JOINT STATEMENT ON SERVICES DOMESTIC REGULATION

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Thailand is the first member state of the Association of Southeast Asian Nations (ASEAN) to join the negotiations. Domestic regulation disciplines will help facilitate trade in services and increase transparency and predictability, Thailand emphasized, noting that services account for 60 per cent of its gross domestic product. According to the latest World Bank annual ratings, Thailand is one of the leading reformers of services regulations and is ranked 21st in the Bank's latest ease of doing business.

Participants (1) continued discussing the draft Reference Paper containing the proposed disciplines and reiterated their aim to finalize these negotiations by the 12th WTO Ministerial Conference scheduled to take place next year. The disciplines apply to licensing and qualification requirements as well as procedures and technical standards for trade in services. The objective is to create good regulatory practices that help mitigate any unintended trade-restrictive effects of procedures for authorizing the supply of services.

The Chair, Jaime Coghi Arias of Costa Rica, stressed that “stabilising the text will send a positive signal to the WTO membership and beyond, and will allow the negotiations to focus on the next procedural steps and on how to best engage Ministers for the conclusion of these negotiations”.

The disciplines are designed to be compatible with WTO members' diverse regulatory systems and approaches. They provide for built-in flexibilities to help governments implement the measures domestically.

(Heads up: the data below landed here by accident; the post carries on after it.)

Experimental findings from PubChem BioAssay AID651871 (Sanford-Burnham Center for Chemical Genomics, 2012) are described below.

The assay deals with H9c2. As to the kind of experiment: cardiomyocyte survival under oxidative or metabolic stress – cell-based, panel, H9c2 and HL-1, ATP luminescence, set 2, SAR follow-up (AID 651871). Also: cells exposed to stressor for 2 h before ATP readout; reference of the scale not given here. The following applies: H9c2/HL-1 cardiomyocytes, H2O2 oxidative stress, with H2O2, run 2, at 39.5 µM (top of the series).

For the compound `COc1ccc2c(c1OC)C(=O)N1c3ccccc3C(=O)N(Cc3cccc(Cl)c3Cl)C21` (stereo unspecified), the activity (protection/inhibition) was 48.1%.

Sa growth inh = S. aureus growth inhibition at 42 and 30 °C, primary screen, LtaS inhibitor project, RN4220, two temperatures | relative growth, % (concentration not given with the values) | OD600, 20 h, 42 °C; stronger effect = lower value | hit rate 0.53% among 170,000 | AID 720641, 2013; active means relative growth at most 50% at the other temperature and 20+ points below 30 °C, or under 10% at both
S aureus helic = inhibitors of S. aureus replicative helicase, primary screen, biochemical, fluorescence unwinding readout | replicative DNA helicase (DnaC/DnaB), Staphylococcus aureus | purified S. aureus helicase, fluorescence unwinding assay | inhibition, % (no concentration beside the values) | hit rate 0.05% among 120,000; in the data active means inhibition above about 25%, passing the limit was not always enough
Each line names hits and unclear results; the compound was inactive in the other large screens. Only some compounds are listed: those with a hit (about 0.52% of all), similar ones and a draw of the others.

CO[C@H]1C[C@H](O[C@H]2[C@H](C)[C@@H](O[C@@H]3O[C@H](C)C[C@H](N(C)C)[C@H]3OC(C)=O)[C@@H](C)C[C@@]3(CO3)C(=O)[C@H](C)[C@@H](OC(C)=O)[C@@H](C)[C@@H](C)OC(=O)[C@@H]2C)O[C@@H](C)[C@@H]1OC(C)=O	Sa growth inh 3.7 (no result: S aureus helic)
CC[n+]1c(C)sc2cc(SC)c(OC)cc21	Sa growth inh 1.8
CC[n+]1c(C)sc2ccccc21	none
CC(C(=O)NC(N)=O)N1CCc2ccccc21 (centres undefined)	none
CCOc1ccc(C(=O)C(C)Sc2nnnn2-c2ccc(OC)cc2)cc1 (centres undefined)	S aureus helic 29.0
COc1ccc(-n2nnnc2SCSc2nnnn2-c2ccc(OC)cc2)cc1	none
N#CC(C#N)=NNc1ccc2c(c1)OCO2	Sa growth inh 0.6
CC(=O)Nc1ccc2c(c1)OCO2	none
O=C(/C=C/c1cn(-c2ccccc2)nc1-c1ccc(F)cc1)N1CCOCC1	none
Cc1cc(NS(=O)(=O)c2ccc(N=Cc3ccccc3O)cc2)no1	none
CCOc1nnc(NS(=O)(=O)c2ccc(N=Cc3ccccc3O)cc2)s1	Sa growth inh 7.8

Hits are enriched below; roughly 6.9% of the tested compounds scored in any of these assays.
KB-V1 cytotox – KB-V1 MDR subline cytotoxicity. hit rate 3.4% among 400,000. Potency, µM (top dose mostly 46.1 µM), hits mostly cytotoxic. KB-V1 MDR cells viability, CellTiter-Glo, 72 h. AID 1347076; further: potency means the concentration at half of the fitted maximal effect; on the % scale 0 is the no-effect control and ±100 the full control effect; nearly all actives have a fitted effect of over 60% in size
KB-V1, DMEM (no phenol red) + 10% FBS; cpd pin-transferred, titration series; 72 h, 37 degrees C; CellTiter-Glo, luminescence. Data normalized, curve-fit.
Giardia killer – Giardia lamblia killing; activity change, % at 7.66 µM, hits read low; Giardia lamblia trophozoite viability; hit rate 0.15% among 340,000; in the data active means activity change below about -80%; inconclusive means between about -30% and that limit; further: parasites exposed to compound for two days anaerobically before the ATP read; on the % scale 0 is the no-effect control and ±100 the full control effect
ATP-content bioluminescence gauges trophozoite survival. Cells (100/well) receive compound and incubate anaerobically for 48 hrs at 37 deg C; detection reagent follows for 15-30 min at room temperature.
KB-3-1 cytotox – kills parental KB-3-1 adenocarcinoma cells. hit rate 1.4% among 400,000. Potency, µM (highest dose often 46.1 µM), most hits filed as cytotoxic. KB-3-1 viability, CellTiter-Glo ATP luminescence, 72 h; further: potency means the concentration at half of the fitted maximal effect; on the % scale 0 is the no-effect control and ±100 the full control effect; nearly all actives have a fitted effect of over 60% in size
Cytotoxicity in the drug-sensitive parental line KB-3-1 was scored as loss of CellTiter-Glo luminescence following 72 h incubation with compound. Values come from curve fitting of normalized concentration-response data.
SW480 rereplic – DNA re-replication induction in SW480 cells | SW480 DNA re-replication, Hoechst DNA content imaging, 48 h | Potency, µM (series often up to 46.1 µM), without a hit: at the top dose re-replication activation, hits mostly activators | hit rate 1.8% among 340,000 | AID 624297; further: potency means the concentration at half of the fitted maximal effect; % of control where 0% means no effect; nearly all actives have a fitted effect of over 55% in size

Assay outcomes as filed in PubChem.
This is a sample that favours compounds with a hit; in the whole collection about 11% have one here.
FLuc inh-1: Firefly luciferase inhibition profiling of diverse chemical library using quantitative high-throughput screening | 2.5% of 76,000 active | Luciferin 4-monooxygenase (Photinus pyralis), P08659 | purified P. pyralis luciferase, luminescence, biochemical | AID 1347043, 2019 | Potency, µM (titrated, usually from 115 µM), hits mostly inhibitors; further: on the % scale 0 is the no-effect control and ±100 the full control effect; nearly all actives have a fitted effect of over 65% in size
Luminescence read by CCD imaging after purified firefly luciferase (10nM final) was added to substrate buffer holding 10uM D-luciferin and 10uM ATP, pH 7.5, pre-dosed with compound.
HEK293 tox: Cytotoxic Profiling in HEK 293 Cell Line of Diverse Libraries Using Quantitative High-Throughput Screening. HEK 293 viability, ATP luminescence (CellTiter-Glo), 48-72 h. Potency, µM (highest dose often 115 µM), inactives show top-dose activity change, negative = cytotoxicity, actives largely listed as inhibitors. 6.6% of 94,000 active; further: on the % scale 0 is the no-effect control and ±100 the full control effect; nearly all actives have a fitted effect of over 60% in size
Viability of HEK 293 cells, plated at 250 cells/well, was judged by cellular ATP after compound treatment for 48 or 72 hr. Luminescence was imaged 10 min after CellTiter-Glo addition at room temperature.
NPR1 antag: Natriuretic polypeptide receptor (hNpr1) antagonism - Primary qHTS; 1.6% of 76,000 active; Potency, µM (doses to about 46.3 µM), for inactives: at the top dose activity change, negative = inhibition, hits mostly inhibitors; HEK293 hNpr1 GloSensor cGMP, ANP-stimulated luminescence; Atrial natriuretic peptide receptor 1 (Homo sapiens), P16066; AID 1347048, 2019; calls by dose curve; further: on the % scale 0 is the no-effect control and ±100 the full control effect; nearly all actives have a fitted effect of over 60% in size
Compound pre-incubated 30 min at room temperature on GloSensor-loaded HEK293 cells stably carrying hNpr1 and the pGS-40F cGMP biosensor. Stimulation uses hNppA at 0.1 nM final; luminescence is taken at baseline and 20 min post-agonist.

Participating members are submitting draft schedules outlining how the disciplines will be incorporated in their respective commitments under the General Agreement on Trade in Services (GATS). A total of 30 draft schedules (representing 57 WTO members) have been submitted so far. Thailand and Kazakhstan announced their intention to submit their respective draft schedules soon.

The Chair highlighted the “good progress” made at the meeting, with most of the outstanding drafting issues resolved. He called on delegations to “work together in the coming days and weeks to resolve the few remaining issues, with a view to presenting a close-to-final Reference Paper before the end of 2020.”

Background

Ministers from 59 WTO members launched negotiations at the 11th Ministerial Conference held in December 2017 in Buenos Aires. In May 2019, ministers meeting on the side-lines of a meeting of the Organisation for Economic Cooperation and Development (OECD) confirmed their commitment to deliver a meaningful outcome by the 12th Ministerial Conference.

More information on the negotiations on services domestic regulation can be found here.

Next meeting

Participants meet once a month. The next meeting is scheduled for 10 December.


Notes

  1. Albania; Argentina; Australia; Austria; Belgium; Brazil; Bulgaria; Canada; Chile; China; Colombia; Costa Rica; Croatia; Cyprus; Czech Republic; Denmark; El Salvador; Estonia; European Union; Finland; France; Germany; Greece; Hong Kong, China; Hungary; Iceland; Ireland; Israel; Italy; Japan; Kazakhstan; Korea, Republic of; Latvia; Liechtenstein; Lithuania; Luxembourg; Malta; Mauritius; Mexico; Moldova, Republic of; Montenegro; Netherlands; New Zealand; Nigeria; North Macedonia; Norway; Paraguay; Peru; Poland; Portugal; Romania; Russian Federation; Saudi Arabia, Kingdom of; Slovak Republic; Slovenia; Spain; Sweden; Switzerland; Separate Customs Territory of Taiwan, Penghu, Kinmen and Matsu; Thailand; Turkey; Ukraine; United Kingdom; and Uruguay. Back to text

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